It's important because how I've been perceived reveals whether or not I am expressing myself well. If there is an issue making me feel a particular way, something negative perhaps, something I haven't dealt with, I have to look at all this and it can take some time.
Or perhaps this should be more accurately phrased as 'do you ever get told you don't ask the right questions'
I do, and feel like this is a daily occurrence in my home. It will either be in a group conversation (on zoom or other platforms right now obviously, but previously too) and be told afterwards something along the lines of "why didn't you ask them 'x' when they said 'y'. Or asking how the person I'd met up with for coffee is and 'how is their job' and then I don't have the answer because I didn't ask that one, nor its subsequent leading questions. And it's not that I didn't ask any questions - I wouldn't have had a conversation at all if that had been the case - but I'm guessing that I went 'off script' i.e. I dropped my mask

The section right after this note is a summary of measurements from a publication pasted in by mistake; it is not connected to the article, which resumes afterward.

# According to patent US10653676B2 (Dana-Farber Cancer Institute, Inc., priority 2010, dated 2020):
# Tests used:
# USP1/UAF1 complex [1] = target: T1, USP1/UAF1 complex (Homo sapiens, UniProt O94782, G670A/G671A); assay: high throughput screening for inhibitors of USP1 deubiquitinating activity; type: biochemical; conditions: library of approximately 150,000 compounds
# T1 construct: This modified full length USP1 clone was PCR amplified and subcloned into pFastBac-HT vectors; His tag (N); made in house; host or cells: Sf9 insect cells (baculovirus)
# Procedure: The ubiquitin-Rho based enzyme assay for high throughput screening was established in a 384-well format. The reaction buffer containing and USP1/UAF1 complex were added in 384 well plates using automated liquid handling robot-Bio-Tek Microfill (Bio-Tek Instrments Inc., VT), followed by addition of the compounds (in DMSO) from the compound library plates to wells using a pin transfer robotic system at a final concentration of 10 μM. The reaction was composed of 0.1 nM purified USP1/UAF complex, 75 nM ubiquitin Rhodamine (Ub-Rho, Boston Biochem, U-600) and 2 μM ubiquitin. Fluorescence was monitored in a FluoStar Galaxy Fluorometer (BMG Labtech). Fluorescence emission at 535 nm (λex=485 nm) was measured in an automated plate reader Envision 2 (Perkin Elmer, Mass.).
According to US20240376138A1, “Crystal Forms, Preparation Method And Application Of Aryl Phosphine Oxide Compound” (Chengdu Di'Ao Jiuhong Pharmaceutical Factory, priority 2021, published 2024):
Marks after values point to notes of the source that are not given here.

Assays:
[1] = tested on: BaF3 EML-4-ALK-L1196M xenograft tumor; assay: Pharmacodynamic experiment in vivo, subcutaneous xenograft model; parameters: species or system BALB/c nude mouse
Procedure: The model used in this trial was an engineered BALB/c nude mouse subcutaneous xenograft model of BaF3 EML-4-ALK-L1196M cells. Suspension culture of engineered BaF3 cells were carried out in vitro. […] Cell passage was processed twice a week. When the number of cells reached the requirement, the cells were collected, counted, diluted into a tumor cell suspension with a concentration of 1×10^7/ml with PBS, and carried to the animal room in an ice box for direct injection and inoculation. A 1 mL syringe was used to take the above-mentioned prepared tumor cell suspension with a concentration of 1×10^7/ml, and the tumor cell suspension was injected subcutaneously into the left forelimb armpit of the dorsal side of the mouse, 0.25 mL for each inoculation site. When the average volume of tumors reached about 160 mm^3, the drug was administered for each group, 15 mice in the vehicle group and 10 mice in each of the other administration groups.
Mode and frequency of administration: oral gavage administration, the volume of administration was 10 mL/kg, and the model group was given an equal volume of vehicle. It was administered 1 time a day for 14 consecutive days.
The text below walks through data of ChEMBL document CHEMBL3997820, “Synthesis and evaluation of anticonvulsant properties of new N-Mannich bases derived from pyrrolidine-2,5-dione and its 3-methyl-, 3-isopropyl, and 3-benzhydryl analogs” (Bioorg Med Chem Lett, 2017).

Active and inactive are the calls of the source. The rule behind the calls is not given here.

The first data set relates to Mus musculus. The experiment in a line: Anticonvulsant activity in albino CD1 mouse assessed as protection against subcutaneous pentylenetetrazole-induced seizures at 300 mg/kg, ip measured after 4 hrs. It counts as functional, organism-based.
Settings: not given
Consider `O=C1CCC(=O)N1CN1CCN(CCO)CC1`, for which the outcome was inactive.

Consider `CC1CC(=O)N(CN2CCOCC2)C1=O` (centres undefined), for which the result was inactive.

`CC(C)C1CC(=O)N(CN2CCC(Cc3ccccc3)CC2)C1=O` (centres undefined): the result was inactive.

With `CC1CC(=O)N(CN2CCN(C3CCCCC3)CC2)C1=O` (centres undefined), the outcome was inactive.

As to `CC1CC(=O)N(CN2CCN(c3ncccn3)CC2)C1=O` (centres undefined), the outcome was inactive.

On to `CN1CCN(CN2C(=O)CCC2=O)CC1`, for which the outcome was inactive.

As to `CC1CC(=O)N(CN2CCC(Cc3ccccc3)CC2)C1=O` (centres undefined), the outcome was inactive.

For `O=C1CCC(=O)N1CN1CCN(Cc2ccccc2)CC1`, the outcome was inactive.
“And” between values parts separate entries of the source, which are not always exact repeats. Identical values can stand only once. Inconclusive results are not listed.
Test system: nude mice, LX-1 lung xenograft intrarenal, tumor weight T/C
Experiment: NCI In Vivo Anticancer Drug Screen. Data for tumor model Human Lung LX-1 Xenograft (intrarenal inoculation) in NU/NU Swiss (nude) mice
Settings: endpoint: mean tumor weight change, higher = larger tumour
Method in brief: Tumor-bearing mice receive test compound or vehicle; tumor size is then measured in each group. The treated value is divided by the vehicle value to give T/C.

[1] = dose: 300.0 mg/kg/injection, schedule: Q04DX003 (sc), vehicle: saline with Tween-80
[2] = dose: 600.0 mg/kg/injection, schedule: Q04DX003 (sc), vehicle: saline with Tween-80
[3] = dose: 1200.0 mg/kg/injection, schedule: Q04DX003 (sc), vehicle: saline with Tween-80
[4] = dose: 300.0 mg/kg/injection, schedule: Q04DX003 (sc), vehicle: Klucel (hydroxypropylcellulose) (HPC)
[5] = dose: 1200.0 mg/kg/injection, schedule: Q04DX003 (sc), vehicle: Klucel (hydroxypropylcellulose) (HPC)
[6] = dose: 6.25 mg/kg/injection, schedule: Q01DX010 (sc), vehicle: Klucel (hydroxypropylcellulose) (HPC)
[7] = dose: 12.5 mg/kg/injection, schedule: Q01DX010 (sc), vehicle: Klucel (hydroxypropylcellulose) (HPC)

A while ago when I was having occupational therapy, my therapist used a mnemonic/acronym to help me with said script: FORCED: Family/Friends, Occupation, Recreation, Current events, Environment, Dreams (the idea behind the acronym being that...
What Is Asperger Syndrome? | Autism Speaks
I came across a link to autism speaks for aspergers and it lists the strengths on the Autism Speaks website and doesn't even mention ABA therapy. For generic autism there's a quote saying "
If you've met one person with autism, you've met one person with autism.
Where on the Autism Speaks website does it list hate towards us?